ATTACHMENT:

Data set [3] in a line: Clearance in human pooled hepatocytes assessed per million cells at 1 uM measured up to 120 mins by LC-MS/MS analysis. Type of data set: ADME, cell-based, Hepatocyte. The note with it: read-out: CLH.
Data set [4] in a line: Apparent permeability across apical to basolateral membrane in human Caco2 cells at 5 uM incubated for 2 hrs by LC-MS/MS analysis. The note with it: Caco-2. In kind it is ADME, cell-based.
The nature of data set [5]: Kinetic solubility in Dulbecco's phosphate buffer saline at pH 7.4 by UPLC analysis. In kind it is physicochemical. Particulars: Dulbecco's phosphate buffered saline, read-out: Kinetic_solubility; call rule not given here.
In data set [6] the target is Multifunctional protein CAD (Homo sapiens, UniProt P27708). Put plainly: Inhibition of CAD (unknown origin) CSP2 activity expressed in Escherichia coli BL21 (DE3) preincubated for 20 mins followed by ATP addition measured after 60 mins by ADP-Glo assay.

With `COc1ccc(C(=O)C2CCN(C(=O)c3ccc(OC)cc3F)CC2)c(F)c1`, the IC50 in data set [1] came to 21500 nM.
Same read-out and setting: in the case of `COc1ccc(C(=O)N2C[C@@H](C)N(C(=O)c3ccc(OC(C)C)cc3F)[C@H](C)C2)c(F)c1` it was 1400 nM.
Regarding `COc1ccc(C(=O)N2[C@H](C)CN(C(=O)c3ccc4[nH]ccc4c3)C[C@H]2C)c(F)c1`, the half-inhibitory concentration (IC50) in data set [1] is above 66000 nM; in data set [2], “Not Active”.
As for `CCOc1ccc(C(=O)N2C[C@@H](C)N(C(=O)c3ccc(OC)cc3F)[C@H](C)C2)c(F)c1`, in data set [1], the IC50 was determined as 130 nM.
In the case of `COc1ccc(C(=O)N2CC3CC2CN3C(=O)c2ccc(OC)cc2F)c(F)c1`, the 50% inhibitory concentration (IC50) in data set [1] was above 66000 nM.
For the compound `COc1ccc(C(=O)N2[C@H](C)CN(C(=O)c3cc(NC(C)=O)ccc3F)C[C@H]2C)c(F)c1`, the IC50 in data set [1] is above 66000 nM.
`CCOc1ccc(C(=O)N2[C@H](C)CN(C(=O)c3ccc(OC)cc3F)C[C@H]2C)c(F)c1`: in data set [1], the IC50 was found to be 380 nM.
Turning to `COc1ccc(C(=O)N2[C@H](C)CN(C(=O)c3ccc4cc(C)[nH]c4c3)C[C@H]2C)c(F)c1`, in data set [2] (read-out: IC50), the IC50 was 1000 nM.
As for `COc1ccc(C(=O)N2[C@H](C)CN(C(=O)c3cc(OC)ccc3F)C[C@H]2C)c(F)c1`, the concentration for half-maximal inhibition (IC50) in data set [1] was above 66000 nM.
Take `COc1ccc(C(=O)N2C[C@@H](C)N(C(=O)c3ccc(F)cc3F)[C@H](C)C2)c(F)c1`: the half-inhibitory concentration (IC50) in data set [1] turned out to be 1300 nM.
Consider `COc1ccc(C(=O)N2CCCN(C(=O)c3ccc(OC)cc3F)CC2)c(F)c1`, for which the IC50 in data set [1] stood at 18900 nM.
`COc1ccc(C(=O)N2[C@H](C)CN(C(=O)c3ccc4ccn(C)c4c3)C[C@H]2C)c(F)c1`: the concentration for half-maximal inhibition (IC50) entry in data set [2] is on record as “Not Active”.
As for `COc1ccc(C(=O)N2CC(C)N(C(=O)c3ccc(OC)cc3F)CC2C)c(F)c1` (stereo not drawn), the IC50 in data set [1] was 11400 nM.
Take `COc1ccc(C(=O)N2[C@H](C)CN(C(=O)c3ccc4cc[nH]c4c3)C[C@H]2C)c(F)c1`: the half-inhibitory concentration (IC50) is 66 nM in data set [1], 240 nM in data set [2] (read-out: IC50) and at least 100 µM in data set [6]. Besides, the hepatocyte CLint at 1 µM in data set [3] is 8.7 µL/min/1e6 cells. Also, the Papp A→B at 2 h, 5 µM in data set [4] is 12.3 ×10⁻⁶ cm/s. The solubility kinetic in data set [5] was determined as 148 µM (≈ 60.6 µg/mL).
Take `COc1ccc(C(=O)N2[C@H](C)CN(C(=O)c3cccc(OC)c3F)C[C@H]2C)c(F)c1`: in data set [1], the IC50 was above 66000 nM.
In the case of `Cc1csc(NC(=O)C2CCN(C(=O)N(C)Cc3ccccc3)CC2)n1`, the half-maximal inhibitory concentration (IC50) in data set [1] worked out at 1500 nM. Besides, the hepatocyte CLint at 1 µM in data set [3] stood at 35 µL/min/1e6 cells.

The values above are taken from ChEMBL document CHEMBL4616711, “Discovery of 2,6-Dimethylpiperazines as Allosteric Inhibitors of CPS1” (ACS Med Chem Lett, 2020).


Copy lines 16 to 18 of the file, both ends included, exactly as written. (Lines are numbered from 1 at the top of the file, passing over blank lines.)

`COc1ccc(C(=O)N2[C@H](C)CN(C(=O)c3ccc4ccn(C)c4c3)C[C@H]2C)c(F)c1`: the concentration for half-maximal inhibition (IC50) entry in data set [2] is on record as “Not Active”.
As for `COc1ccc(C(=O)N2CC(C)N(C(=O)c3ccc(OC)cc3F)CC2C)c(F)c1` (stereo not drawn), the IC50 in data set [1] was 11400 nM.
Take `COc1ccc(C(=O)N2[C@H](C)CN(C(=O)c3ccc4cc[nH]c4c3)C[C@H]2C)c(F)c1`: the half-inhibitory concentration (IC50) is 66 nM in data set [1], 240 nM in data set [2] (read-out: IC50) and at least 100 µM in data set [6]. Besides, the hepatocyte CLint at 1 µM in data set [3] is 8.7 µL/min/1e6 cells. Also, the Papp A→B at 2 h, 5 µM in data set [4] is 12.3 ×10⁻⁶ cm/s. The solubility kinetic in data set [5] was determined as 148 µM (≈ 60.6 µg/mL).